# Quantum Spherical Pendulum [closed]

I have trouble with finding the eigenstates of a spherical pendulum (length $$l$$, mass $$m$$) under the small angle approximation. My intuition is that the final result should be some sort of combinations of a harmonic oscillator in $$\theta$$ and a free particle in $$\phi$$, but it's not obvious to see this from the Schrodinger equation:

$$-\frac{\hbar^2}{2ml^2}\bigg[\frac{1}{\sin\theta}\frac{\partial}{\partial\theta}\bigg(\sin\theta\frac{\partial\psi}{\partial\theta}\bigg) + \frac{1}{\sin^2\theta}\frac{\partial^2\psi}{\partial\phi^2} \bigg] + mgl(1-\cos\theta)\psi(\theta,\phi) = E\psi(\theta,\phi)$$

Using $$\sin\theta \approx \theta$$ and $$\cos\theta\approx 1-\theta^2/2$$ leads me to

$$-\frac{\hbar^2}{2ml^2}\bigg(\frac{\theta}{\Theta}\frac{d\Theta}{d\theta} + \frac{\theta^2}{\Theta}\frac{d^2\Theta}{d\theta^2} + \frac{1}{\Phi}\frac{d^2\Phi}{d\phi^2} \bigg) + \frac{1}{2}mgl\theta^4 = E\theta^2$$

Here I've already used the ansatz $$\psi(\theta,\phi)=\Theta(\theta)\Phi(\phi)$$. Of course I can throw away the $$\theta^4$$ term, but any further simplifications with $$\theta^2$$ terms would also eliminate the energy, which is what I want. I've also tried to solve the $$\Theta(\theta)$$ equation with series solutions, and the result seems weird and cannot give my any energy quantizations.

Another attempt is to write the entire kinetic energy term in terms of angular momentum operators, which gives $$H=\frac{1}{2ml^2}\bigg(L_\theta^2 + \frac{L_\phi^2}{\sin^2\theta} \bigg) + mgl(1-\cos\theta)$$

I was hoping to solve this with raising and lowering operators, but that $$1/\sin^2\theta$$ term is really a pain in the ass. I have no idea of finding a suitable ladder operator that satisfies $$[H,\hat{a}] = c\hat{a}$$.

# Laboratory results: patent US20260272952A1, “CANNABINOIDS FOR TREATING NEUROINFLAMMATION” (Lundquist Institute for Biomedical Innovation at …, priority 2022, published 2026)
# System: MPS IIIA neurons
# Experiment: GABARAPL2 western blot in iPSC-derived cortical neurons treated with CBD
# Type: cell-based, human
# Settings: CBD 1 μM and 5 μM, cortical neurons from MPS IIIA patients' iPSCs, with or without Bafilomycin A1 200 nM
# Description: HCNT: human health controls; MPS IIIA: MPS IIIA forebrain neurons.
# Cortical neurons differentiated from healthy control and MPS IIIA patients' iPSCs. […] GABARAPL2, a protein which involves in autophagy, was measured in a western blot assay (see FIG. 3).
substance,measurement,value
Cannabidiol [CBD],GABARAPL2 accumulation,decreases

Any ideas?

## closed as off-topic by sammy gerbil, Aaron Stevens, Sebastian Riese, Emilio Pisanty, stafusaSep 30 '18 at 0:15

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• Consider doing separation of variables before expanding everything to first/second/whatever order. Write down the separated equations and then do an approximation. – Gabriel Golfetti Sep 29 '18 at 22:13
• That's an interesting suggestion, Gabriel. I've actually tried it and it doesn't seem to produce anything cheerful. I guess it doesn't matter whether you take the approximation before or after the differentiation operations as long as no divergent series shows up. – LarryC Sep 29 '18 at 22:26
• You know where you should end up, which is a quantum harmonic oscillator in $\theta$ and a free particle in $\phi$. Do you know what the equation for the qho oscillator looks like in polar coordinates? – bRost03 Sep 29 '18 at 23:45
• Your question was frozen as I was writing out an answer for you. To solve this, use operator algebra. The entire first term is just $\frac{L^2}{2ml^2}$, where $L$ is the angular momentum operator. and the second term can be recast as $\frac{1}{2}mgl\theta^2$ so then your equation looks just like the quantum harmonic oscillator and you can use the techniques associated with that to solve this problem. Good luck! – bRost03 Sep 30 '18 at 0:23